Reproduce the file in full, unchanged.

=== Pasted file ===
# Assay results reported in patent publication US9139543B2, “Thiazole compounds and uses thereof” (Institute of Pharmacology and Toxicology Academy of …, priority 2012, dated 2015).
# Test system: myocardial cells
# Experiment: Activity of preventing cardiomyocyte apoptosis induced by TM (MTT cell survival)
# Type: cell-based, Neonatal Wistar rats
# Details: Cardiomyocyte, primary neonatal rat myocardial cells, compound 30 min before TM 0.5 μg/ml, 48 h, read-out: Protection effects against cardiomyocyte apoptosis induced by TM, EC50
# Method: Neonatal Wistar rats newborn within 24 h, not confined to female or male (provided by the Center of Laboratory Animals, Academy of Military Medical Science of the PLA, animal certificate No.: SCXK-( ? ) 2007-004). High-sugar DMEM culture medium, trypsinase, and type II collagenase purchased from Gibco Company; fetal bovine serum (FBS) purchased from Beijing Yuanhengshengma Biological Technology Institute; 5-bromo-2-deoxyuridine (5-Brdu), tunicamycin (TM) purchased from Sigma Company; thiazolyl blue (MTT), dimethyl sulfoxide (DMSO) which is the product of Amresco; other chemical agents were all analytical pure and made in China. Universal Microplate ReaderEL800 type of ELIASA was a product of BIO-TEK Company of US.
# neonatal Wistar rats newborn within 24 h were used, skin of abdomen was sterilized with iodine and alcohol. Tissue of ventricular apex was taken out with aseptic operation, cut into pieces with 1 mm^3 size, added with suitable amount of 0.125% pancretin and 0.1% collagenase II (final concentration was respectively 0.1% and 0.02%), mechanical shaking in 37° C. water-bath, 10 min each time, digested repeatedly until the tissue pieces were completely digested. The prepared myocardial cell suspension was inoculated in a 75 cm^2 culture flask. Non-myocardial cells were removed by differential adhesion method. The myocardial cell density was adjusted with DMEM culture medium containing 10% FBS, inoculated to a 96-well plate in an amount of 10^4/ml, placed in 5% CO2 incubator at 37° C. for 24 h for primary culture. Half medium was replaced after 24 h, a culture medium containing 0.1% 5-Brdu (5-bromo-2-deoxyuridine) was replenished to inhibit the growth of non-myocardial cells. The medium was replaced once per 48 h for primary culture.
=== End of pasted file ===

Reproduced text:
# Assay results reported in patent publication US9139543B2, “Thiazole compounds and uses thereof” (Institute of Pharmacology and Toxicology Academy of …, priority 2012, dated 2015).
# Test system: myocardial cells
# Experiment: Activity of preventing cardiomyocyte apoptosis induced by TM (MTT cell survival)
# Type: cell-based, Neonatal Wistar rats
# Details: Cardiomyocyte, primary neonatal rat myocardial cells, compound 30 min before TM 0.5 μg/ml, 48 h, read-out: Protection effects against cardiomyocyte apoptosis induced by TM, EC50
# Method: Neonatal Wistar rats newborn within 24 h, not confined to female or male (provided by the Center of Laboratory Animals, Academy of Military Medical Science of the PLA, animal certificate No.: SCXK-( ? ) 2007-004). High-sugar DMEM culture medium, trypsinase, and type II collagenase purchased from Gibco Company; fetal bovine serum (FBS) purchased from Beijing Yuanhengshengma Biological Technology Institute; 5-bromo-2-deoxyuridine (5-Brdu), tunicamycin (TM) purchased from Sigma Company; thiazolyl blue (MTT), dimethyl sulfoxide (DMSO) which is the product of Amresco; other chemical agents were all analytical pure and made in China. Universal Microplate ReaderEL800 type of ELIASA was a product of BIO-TEK Company of US.
# neonatal Wistar rats newborn within 24 h were used, skin of abdomen was sterilized with iodine and alcohol. Tissue of ventricular apex was taken out with aseptic operation, cut into pieces with 1 mm^3 size, added with suitable amount of 0.125% pancretin and 0.1% collagenase II (final concentration was respectively 0.1% and 0.02%), mechanical shaking in 37° C. water-bath, 10 min each time, digested repeatedly until the tissue pieces were completely digested. The prepared myocardial cell suspension was inoculated in a 75 cm^2 culture flask. Non-myocardial cells were removed by differential adhesion method. The myocardial cell density was adjusted with DMEM culture medium containing 10% FBS, inoculated to a 96-well plate in an amount of 10^4/ml, placed in 5% CO2 incubator at 37° C. for 24 h for primary culture. Half medium was replaced after 24 h, a culture medium containing 0.1% 5-Brdu (5-bromo-2-deoxyuridine) was replenished to inhibit the growth of non-myocardial cells. The medium was replaced once per 48 h for primary culture.